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Creating a VPC NAT and Internet Gateway in your VPC

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Subtitle: Adding Internet access outbound to your VPC network.

First if you are wondering what a VPC (Virtual Private Cloud) is read here: http://aws.amazon.com/vpc/faqs/

Problem: I have one VPC with VPN server deployed with our home network and five instances within that VPC, For VPC none are using Elastic IP address for VPC, all instances are running on 10.x.x.0 subnet. We are able to connect the instances using open VPN client. Now our requirement is to have internet for all the instances using Internet gateway configuration. To make this possible what kind of modifications and or additions should I do to my existing network?

Solution: Each subnet has a route table. If you want all instances in a particular subnet to have internet access, you should modify the corresponding route table with a route via the Internet Gateway (igw-xxxxx). This will require every instance to have an Elastic IP associated to it (which exposes your instance to the Internet) or use a NAT instance and forward Internet traffic to this single instance acting as a NAT. That way, all your VPC instances will not be directly accessible from the Internet but will still be able to communicate publicly via the NAT instance.

AWS instructions can be found here: http://docs.aws.amazon.com/AmazonVPC/latest/UserGuide/VPC_Scenario2.html, http://docs.aws.amazon.com/AmazonVPC/latest/UserGuide/VPC_Scenario2.html#VPC_Scenario2_Implementation, http://docs.aws.amazon.com/AmazonVPC/latest/UserGuide/VPC_NAT_Instance.html and also http://docs.aws.amazon.com/AmazonVPC/latest/UserGuide/VPC_Internet_Gateway.html

First create the Internet Gateway if it does not already exist:

http://docs.aws.amazon.com/AmazonVPC/latest/GettingStartedGuide/Wizard.html

Adding an Internet Gateway to Your VPC. Instances that you launch into a non-default subnet can't communicate with the Internet automatically. You can enable Internet access for instances that you launch into a non-default subnet by attaching an Internet gateway to the VPC, creating a custom route table, updating your security group rules, and associating an Elastic IP address with each instance.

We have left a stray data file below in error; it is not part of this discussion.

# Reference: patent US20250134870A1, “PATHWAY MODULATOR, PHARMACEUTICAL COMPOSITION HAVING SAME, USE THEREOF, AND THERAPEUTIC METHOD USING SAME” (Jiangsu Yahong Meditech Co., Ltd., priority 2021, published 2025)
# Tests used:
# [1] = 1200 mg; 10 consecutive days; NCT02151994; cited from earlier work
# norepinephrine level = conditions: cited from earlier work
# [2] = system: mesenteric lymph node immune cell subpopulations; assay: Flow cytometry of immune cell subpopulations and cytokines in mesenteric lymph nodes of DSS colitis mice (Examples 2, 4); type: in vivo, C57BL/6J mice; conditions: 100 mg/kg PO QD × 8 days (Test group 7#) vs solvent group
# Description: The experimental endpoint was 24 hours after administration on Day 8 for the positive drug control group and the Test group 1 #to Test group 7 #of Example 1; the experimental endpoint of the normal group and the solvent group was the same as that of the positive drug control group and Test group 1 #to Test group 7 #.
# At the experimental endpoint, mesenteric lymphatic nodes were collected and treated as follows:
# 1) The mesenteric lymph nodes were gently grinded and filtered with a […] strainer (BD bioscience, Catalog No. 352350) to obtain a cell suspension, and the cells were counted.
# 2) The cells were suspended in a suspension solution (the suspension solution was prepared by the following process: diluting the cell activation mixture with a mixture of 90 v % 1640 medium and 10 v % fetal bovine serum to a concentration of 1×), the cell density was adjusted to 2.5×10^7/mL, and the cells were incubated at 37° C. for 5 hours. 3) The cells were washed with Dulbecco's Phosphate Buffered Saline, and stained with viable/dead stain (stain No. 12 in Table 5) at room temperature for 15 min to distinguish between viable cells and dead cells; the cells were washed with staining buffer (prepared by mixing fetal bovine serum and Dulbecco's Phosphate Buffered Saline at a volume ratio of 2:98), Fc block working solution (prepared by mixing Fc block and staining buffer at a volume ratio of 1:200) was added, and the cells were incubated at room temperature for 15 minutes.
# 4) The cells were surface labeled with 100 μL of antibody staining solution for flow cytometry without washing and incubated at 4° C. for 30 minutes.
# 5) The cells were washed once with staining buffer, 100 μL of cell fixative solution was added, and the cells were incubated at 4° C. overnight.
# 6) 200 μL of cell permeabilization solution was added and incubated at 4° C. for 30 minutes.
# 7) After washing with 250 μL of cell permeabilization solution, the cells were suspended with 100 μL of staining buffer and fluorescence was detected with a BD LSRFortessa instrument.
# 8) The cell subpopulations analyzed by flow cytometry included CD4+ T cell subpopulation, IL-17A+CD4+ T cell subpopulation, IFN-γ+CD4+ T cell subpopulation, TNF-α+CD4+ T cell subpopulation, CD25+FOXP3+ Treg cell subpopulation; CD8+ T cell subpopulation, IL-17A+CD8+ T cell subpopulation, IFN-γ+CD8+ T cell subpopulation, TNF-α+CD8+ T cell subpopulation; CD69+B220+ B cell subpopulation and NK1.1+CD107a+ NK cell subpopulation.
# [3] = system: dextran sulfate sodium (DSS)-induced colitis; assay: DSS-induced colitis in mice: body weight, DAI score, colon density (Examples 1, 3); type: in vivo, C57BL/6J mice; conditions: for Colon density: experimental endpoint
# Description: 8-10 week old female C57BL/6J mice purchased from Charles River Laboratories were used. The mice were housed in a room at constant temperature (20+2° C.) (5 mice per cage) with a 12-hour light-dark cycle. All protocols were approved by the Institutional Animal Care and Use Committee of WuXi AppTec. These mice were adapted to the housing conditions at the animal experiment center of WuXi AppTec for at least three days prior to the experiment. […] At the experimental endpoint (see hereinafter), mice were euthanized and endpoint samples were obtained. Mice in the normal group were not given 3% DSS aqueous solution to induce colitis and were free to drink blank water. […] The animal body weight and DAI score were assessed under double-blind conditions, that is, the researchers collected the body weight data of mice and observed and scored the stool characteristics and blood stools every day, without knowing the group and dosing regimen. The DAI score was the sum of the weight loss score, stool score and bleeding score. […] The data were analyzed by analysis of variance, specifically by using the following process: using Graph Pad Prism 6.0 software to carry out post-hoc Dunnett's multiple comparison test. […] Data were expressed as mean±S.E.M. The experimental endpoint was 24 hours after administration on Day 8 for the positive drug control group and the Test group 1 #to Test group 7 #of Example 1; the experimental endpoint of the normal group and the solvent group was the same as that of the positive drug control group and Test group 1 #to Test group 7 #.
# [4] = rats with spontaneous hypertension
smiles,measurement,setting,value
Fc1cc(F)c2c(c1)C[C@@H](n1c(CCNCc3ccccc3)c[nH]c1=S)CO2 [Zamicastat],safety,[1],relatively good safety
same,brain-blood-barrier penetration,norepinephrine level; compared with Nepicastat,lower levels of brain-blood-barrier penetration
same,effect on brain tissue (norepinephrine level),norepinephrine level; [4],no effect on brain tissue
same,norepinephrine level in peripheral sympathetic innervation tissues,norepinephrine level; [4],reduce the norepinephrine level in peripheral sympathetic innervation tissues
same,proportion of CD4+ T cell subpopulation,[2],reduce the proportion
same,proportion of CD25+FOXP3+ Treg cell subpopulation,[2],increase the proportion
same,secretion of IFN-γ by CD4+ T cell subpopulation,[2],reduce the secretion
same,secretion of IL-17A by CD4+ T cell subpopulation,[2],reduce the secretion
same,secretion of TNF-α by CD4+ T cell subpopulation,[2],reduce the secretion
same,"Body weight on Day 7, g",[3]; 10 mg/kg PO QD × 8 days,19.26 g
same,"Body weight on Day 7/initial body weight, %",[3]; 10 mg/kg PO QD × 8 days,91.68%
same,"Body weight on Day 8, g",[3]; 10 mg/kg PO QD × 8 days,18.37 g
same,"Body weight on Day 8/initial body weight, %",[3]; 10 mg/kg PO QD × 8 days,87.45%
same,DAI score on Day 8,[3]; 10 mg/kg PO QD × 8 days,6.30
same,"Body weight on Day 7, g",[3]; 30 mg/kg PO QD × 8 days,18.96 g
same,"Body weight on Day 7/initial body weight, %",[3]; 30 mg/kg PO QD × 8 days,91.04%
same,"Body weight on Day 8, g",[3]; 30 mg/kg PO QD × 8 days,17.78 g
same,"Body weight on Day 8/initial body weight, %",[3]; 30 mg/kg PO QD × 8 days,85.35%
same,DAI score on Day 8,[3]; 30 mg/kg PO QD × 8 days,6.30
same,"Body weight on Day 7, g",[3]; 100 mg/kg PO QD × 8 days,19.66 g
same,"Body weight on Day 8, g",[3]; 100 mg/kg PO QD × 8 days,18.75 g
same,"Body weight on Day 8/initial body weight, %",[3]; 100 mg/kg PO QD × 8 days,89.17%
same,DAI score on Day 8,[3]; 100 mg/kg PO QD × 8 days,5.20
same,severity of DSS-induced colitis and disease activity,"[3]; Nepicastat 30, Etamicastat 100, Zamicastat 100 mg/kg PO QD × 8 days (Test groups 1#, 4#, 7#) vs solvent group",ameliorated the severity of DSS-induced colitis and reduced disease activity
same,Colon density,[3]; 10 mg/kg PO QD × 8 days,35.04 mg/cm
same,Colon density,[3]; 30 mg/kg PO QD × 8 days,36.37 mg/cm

It's important to note the IGW will only associate with one subnet. Therefore we must create what we will refer to as the "public" subnet. Everything on this subnet will automatically reach

  1. Visit AWS Console->VPC->Internet Gateways->Create Internet Gateway. Now select the IGW you have just created and click on the Attach to VPC button and associate with the VPC you want NAT'ed.

Second create an alternate route table for use by our NAT instance:

  1. Visit AWS Console->VPC->Route Tables->Create Route Tables->Use the value 0.0.0.0/0 igw-8588dee9 (the IGW id created by the first step above).

Third create a new public subnet:

  1. Visit AWS Console->VPC->Subnets->Create subnets. Since the NAT instance will be likely the only one on this subnet you can make it small. In my case 10.33.9.0/24.

Fourth build the NAT instance:

Launch an new m1.small instance from ami-vpc-nat-beta and add an Elastic IP to it.

  1. Visit the AWS Console (https://console.aws.amazon.com/) and select EC2 Dashboard service.
  2. EC2->Launch Instance->Classic Wizzard->Community AMI's->Search->"vpc-nat". In my case I selected amazon/ami-vpc-nat-1.1.0-beta.x86-64-ebs AMI ID: ami-f619c29f. Launch into: EC2-VPC. Chose a subnet the flow will be controlled by the route table. To make things more clear you could but the NAT instance into it's own private subnet. In this case 10.33.9.0/24. Be sure to use a unique VPC security group that we will edit later. I called it "NATSG" but you can call it anything.
  3. Instance type: m1.small (1.7GB of memory). You should use at least 1GB of memory for network activity.
  4. Select "Prevention against accidental termination."
  5. Number of Network Interfaces: 1. Select the private network for the first interface. We will add the Elastic IP on a later step.
  6. Now create an Elastic IP for this instance: Elastic IP's->Allocate New Address->EIP used in->VPC>Yes Allocate. Select the EIP and right click on it and chose Associate and select NAT instance.Use the default private subnet unless you have multiple. Click Yes Associate.

Fifth we need to create a new route for our main route table:

  1. Visit AWS Console->VPC->Route Tables->Select the main route table associated with your VPC that you want NAT'ed->Scroll to the bottom of the list of routes->Enter 0.0.0.0/0 (the default route) in the empty blue box->Select the EIP-ID of the EIP when you created the NAT instance and click Add.

Create a custom route table

Sixth edit the security group to allow access:

  1. Now we need to edit your security group to allow inbound SSH access and outbound http (port 80) and https (port 443) (and whatever other ports you need outbound). Visit Security Groups->NATSG (or whatever you called it)->Inbound 22 (SSH) 0.0.0.0/0. Then visit the Outbound tab and add 80 (HTTP) 0.0.0.0/0 and 443(HTTPS)0.0.0.0/0. Test access to your new NAT instance by accessing with SSH and applying the updates.
  2. Apply the Amazon Linux updates: $ sudo yum update

Seventh associate your subnet routes with the main route if not already done so:

  1. Visit AWS Console->VPC->Route Tables->Select the main route table for your VPC->Select Associations Tab->Associate each of your private subnets you want associated with the default route to pass to the internet.

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Page last modified on May 14, 2013, at 03:15 PM EST